In January, a research team led by entomologist Susan Paskewitz published a paper describing the first mosquito-repelling compounds to be derived from bacteria. The work was started by Que Lan, professor of entomology who passed away in 2014 from complications of cancer, and has been carried on by her colleagues. The compounds show promise as a good alternative to picaridin and DEET, and are being tested for safety in human cell culture.
A variety of mobile apps developed by CALS experts were featured in the summer issue of Grow magazine, noting their effectiveness in getting applied research into the hands of farmers quickly and efficiently — and in an easy-to-use form. The CALS-developed apps help guide decisions about replanting soybeans, avoiding and combating white mold, processing corn silage, and soil nutrient management. The story was cited by Wisconsin State Rep. Amy Loudenbeck as an example of the importance of public education by CALS and the Division of Extension.
The first ever Day of the Badger was held on April 9, 2019. Over the course of 1848 minutes, more than 150 donors made gifts to CALS and more than $60,000 was raised. The money was designated for scholarships for incoming freshmen who participate in CALS QuickStart, a program designed to help incoming first-year CALS students get an early start on coursework, reduce their time to graduation and join a cohort of fellow students.
A November report from researchers in the Department of Life Sciences Communication analyzed decades of public opinion surveys to reveal that the public’s trust in scientists has remained stable and high (around 40 percent) over decades. Increasing concerns among scientists over science becoming partisan are not reflected in recent General Social Survey (GSS) polls, but the research team did uncover a persistent gap in the confidence in science expressed by rural and suburban residents. Overall, the study suggests that there is stable trust in the institution at many levels, in contrast to some media narratives that highlight partisanship in science.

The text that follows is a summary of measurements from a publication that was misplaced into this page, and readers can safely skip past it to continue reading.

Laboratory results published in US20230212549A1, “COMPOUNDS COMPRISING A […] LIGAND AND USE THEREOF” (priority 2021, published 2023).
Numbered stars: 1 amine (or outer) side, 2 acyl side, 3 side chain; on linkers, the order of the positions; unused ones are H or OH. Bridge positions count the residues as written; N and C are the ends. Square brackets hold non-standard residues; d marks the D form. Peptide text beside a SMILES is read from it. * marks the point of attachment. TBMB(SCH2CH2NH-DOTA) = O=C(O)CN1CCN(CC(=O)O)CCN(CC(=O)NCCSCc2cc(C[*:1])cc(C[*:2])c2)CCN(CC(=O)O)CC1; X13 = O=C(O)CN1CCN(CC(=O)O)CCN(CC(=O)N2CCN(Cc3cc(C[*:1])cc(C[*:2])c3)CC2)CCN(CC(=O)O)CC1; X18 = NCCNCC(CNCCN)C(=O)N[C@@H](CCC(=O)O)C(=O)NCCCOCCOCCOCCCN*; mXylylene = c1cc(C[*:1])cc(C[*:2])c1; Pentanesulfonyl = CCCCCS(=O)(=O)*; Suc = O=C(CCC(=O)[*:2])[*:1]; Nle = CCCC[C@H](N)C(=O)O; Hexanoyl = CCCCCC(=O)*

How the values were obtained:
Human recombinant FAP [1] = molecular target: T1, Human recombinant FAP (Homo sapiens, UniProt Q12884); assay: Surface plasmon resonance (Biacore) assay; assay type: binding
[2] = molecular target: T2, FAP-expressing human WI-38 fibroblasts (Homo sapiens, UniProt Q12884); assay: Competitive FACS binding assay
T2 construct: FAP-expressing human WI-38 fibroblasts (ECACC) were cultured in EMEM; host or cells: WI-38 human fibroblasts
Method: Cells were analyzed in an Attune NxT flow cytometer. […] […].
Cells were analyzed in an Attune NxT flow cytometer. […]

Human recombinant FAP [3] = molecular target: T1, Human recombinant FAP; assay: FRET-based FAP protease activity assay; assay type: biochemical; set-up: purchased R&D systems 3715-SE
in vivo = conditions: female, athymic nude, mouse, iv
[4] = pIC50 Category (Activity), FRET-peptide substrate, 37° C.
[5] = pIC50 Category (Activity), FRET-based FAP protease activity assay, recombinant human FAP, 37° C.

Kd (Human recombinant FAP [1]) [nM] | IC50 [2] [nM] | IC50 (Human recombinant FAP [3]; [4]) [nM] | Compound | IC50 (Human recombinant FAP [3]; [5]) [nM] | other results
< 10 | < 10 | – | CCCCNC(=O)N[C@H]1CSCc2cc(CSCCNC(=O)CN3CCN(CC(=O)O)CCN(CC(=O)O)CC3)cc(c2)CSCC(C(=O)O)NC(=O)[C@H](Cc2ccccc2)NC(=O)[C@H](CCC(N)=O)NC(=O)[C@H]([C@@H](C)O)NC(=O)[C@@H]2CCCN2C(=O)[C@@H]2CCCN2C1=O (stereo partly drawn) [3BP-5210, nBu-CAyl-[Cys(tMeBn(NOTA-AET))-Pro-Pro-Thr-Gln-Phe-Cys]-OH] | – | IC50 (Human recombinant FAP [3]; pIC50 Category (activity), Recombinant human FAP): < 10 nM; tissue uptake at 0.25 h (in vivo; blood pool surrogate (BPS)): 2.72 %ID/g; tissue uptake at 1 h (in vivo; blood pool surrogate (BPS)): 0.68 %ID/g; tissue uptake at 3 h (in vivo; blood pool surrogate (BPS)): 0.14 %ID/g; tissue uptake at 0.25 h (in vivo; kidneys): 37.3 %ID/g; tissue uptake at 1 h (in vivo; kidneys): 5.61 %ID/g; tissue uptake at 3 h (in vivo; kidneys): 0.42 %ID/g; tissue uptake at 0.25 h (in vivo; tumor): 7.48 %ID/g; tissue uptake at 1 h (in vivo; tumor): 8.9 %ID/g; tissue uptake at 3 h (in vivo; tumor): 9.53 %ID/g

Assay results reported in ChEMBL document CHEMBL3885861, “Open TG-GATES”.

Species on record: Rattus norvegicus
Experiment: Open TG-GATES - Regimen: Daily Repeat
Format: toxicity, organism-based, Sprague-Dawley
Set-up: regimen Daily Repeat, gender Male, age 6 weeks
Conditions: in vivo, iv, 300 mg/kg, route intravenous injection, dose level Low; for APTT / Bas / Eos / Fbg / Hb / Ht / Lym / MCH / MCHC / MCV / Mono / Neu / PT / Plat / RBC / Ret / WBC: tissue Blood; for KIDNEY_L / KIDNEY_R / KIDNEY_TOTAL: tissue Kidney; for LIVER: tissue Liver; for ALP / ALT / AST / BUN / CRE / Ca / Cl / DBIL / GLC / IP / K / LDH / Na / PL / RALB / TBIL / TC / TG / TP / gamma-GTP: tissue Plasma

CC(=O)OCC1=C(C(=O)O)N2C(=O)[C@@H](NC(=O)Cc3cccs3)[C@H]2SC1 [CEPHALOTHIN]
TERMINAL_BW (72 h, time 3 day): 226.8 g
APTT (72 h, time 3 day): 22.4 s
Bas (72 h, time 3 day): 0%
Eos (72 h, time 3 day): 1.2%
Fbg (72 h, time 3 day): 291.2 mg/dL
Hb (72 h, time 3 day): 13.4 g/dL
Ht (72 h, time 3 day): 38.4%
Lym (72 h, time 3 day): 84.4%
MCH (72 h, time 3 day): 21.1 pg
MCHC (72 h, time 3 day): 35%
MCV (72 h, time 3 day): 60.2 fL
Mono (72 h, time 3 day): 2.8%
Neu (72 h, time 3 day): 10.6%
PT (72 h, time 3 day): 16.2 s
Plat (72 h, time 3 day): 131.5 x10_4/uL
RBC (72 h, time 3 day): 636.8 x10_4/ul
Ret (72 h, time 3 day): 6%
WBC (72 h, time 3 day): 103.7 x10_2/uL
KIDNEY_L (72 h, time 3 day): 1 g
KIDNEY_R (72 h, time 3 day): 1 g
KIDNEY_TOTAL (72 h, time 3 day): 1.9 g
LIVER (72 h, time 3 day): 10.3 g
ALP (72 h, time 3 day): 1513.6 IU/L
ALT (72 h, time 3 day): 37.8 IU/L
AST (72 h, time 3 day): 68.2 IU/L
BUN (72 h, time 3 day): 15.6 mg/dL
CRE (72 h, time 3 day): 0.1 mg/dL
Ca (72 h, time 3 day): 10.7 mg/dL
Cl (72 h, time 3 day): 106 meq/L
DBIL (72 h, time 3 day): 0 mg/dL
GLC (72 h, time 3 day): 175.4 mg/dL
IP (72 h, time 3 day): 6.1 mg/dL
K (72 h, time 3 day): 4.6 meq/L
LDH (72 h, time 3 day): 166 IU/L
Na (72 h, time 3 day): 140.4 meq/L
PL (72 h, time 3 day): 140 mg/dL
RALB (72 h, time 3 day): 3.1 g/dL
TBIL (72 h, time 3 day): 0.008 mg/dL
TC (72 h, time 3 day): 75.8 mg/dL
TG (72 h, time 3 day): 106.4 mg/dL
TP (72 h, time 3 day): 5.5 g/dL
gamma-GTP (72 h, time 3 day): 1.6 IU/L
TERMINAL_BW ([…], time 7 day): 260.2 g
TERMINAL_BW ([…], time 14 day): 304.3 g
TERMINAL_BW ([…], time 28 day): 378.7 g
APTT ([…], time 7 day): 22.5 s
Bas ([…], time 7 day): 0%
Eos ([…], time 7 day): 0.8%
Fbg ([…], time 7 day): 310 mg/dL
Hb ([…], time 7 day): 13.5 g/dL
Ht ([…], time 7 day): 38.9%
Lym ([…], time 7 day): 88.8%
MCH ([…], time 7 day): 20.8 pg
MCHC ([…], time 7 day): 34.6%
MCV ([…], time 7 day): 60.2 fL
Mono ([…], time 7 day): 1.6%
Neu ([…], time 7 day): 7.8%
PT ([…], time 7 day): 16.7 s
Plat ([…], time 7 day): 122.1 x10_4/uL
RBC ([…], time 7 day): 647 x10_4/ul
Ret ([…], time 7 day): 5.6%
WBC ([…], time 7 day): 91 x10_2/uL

U.S. Secretary of Agriculture Sonny Perdue and members of the Wisconsin congressional delegation toured the aging Horticulture Annex and Carrot and Beet Lab, as well as the USDA ARS Cereal Crops Research Lab nearby, on October 1. Legislators included Wisconsin Republican U.S. Sen. Ron Johnson, Wisconsin Democratic U.S. Rep. Mark Pocan, and Wisconsin Republican U.S. Rep. Bryan Steil. UW–Madison horticulture professors Irwin Goldman and Philipp Simon, College of Agricultural and Life Sciences Dean Kate VandenBosch, and UW–Madison Chancellor Rebecca Blank led the tour of campus facilities.
In late May, students got intensive hands-on field experience identifying and handling Wisconsin wildlife, putting classroom-gained knowledge to use in the most serene of real worlds — Kemp Natural Resources Station near Minocqua, Wisconsin, some 200 miles north of UW–Madison — during the Department of Forest and Wildlife Ecology’s biennial wildlife summer camp. The students surveyed vegetation and habitats, amphibians, reptiles, and small mammals. Fireside chats with local professionals stressed how interactions with the public and landowners are critical to wildlife management. Photos from the camp were a hit on the college’s Instagram account.
In September, the Babcock Hall Dairy Plant halted production to accommodate the major construction/renovation project happening at Babcock Hall. The Chocolate Shoppe won the contract to manufacture Babcock ice cream – according to the university’s traditional recipes – during the plant’s down time, so (thankfully!) many of the most popular flavors of this iconic ice cream will continue to be available in current campus and community outlets.